How Does The Body Control The Digestive Process?
Irritable Bowel Syndrome (IBS) is a strange disorder that is medically diagnosed by exclusion. There are many medical tests to examine the digestive tract however there is no definitive test for the diagnosis of IBS, thus it is a diagnosis of exclusion. IBS according to the national institute of health is a functional gastro-intestinal (GI) disorder, which means you experience symptoms because your GI tract is not functioning correctly (ref 2 et. al.). So the bottom line in getting to the CAUSE of IBS symptoms is to figure out WHY your GI tract is NOT FUNCTIONING CORRECTLY!
This raises some questions:
1. How does the body control the digestive process?
2. Why is the GI tract not functioning correctly?
3. Is it possible to restore function to the GI tract?
According to Gray's Anatomy "The nervous system controls and coordinated ALL organs and structures of the human body." (Gray's Anatomy, 29th ed., pg 4). The portion of the nervous system that is used to run the DIGESTIVE TRACT is the Para-Sympathetic Nervous System (PSNS) also called the rest and DIGEST system (see figure 1). This portion of the nervous system is part of what is called the central nervous system, which can be broken down into two major divisions. The Somatic division (this is what you can consciously control) and the Autonomic division (this division works automatically behind the scenes, you have "NO" conscious control over this division).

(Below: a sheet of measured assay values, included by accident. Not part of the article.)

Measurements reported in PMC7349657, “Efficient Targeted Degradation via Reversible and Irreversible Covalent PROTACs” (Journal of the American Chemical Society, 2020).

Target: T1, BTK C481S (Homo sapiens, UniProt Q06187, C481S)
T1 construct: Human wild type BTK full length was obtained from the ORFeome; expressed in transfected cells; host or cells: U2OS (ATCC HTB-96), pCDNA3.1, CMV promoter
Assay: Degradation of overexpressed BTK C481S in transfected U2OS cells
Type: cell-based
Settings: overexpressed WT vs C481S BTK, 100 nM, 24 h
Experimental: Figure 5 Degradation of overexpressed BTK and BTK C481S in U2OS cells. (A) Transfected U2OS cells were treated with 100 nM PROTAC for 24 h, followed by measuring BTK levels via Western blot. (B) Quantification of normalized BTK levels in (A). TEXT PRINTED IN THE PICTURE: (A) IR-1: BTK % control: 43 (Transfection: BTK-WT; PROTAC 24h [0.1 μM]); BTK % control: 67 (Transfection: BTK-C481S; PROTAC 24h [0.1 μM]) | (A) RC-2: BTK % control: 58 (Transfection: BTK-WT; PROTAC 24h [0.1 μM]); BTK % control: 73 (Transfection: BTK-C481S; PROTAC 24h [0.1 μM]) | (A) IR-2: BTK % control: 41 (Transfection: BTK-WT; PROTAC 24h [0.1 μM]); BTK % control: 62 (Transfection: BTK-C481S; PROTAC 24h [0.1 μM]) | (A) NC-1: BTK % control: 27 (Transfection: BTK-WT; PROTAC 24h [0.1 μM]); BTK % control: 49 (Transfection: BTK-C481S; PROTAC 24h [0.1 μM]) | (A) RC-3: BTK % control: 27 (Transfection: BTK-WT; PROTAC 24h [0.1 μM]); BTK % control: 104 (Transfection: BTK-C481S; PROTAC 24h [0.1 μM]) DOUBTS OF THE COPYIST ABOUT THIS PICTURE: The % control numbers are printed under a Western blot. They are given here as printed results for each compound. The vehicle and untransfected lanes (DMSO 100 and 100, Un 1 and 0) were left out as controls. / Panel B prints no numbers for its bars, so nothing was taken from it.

The LINK between a neck injury and problems with digestion, especially IBS is the 10th cranial nerve also called the Vagus nerve (see figure 2). Vagus means wanderer as in a nerve that wanders around the body anatomically. The Vagus nerve is so named because it is highly variable in placement throughout the body and how it branches and divides to CONNECT with different organs and areas of the digestive tract. The 10th cranial nerve comes directly off the lower brain stem and is responsible for virtually all of your digestive tract!!
Could an injury to the neck interfere with the digestive process? IT CAN! According to the National Institute of health this would be classified as a Brain-Gut Signal Problem. "Signals between the brain and nerves of the small and large intestine, also called the gut, control how the intestines work. Problems with brain-gut signals can cause IBS symptoms, such as changes in bowel habits and pain or discomfort"(ref 2, et. al.).
It is important to step back and look at the big picture here, if the BRAIN cannot properly talk back and forth to the BODY then there is going to be some sort of problem XYZ. Does this sound like common sense?
Subluxation Induced Irritable Bowel Syndrome
As we mentioned above the 10th cranial nerve comes directly from the brain stem and CONNECTS the digestive tract, et.al. to the brain (see figure 2). The brain's ability to CONNECT with the digestive tract would then play a LARGE role in the NORMAL functional ability to move the food you eat along the digestive tract at the appropriate speed so that you may extract energy and nutrition so that the body can continue to function properly.